It also seems to me a bit strange to suggest that transhumanism includes the idea that replacing a part with a lesser quality or lower fidelity replacement would be desirable. I don’t think so. This is why many people think some of the stuff that the grinders have done is a bit off course. (see

    The body modification subculture is not identical with transhumanism although obviously there are some overlaps in areas of interest.

    Finally, the important idea of morphological freedom suggests that each person should decide what they want to do, whether that is to enhance with available technology, wait for something better, or even do nothing at all. “What it is, is up to us.”

  4. Dan M says:

    I see transhumanism as a necessary intermediate step for humans to become supreme entities (which will most likely come with a free gift attached: immortality). I believe that Kurzweil won’t hit the Jackpot — the highly popularized and financed by Google – Singularity — by 2029 since he hopes that humans will design the smart(er than humans) machines, while, so far, humans have NEVER been able to create a creative AI. It’s a transhuman, with a 10 to 15% (the number has to be determined) higher IQ than the highest genius IQ we’re aware of, that will be able to design an entity able to create a smarter entity — and from that very moment on we’ll be gods — as explained at

  5. What I find confusing about this article is that it is making an assumption and a claim about what is transhumanism that are a bit overbroad. For example, making the claim that transhumanists don’t like human flesh is simply not true. If it were, why would so many transhumanists invest enormous time and energy studying nutritional diets, physical fitness, advanced dietary methods and strategies, etc? I think it was back in the mid-1990s when a foolish journalist claimed this because of the idea of uploading (Hans Moravec) and further investigations on uploading (Robin Hansen) transhumanist theme of enhancement that is not novel, and my own work with Primo Posthuman in the late 1990s, which theorized and prototyped a future human non-bio body, which would be an alternative body to full bio-systems. While there certainly can be said that this ridiculous notion was mentioned more than once, it simply is illogical at best. Why? Because in order to live a healthy and meaningful life, a person needs to have a healthy body. A second argument why this is BS is because transhumanists enjoy sexual and sensual activities. If transhumanists monopolized the sexual preference of non-sex, then I could see where you might use this as a viable argument. But that simply is not true. An active and healthy sex life is valued by all but one transhumanist that I know and the numbers are in the thousands, so this could not be true, right? What other argument could there be? That transhumanists want to forego biology or the meat body for cyberspace or virtuality and other synthetic systems. Some might, others might not. But one could say the same about non-transhumanists. Since most people today (in the developed world this amounts to 90% of the population) use microchips throughout their daily lives, then we have already enhanced beyond biology. This is what I call the exo-peripheral nervous system.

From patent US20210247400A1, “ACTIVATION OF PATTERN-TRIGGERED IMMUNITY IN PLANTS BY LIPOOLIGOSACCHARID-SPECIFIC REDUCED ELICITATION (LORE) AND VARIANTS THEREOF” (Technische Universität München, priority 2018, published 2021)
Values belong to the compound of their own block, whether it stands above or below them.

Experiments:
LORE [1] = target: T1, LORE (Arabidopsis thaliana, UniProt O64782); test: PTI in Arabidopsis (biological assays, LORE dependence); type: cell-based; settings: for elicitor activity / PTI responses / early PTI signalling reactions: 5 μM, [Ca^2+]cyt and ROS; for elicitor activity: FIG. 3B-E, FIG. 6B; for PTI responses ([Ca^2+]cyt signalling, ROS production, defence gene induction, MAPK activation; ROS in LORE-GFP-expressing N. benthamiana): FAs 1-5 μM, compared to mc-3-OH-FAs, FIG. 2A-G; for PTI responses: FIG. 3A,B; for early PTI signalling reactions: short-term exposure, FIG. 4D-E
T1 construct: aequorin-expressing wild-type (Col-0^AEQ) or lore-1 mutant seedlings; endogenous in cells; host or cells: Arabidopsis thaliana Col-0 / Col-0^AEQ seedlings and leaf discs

In respect of your article which is a fun read, I don’t want to come down too hard and I think you offer a unique term to promote. Nevertheless, the arguments you pose are simply not valid to support the claim.

  6. Cinaed Ohm says:

    Disclaimer: I will probably sound like an arrogant git by the end of this. Please keep in mind that I truly value your opinion and would love constructive feedback. My ideas are hardly refined or perfectly molded and pride myself on being able to listen and reflect. Bash away!

    Cishumanism… I’m not sure I see the point. Sure, people have to get used to the idea of transhumanism, but why stoop to spin doctoring the idea? Soon enough supporting technologies will be cheap and available – average Joe will find himself tempted no matter what. I don’t think appeal is our problem but rather that the tech might be ready before we are. There’s also the folks who are fundamentally challenged and/or averse to the idea for some reason (religion, anyone?).

    I hesitate to pursue replacement limbs, but not because I am prejudiced or struggle with the concept in other ways. I want to make sure I’m not spoiling the possibility for cooler upgrades to come. Also, I’d rather not pioneer such things… I want extensive research and a long incubation period before jumping on the bandwagon.

    As of yet we haven’t mastered much of anything and I think the available units are too intrusive. I don’t want to risk replacing an arm now only to have to wait for regrowth technology to switch to better technology. When we have a proper symbiotic relationship between man and machine, I’ll be standing in line…

    The machine is already closing in on our brains in the form of smartphones – we’ll likely progress towards more immersion until we have brain machine interfaces that take care of most things. I envision monitoring all the processes in my body, having direct access to the world memory bank, helper functions for every conceivable task and so on.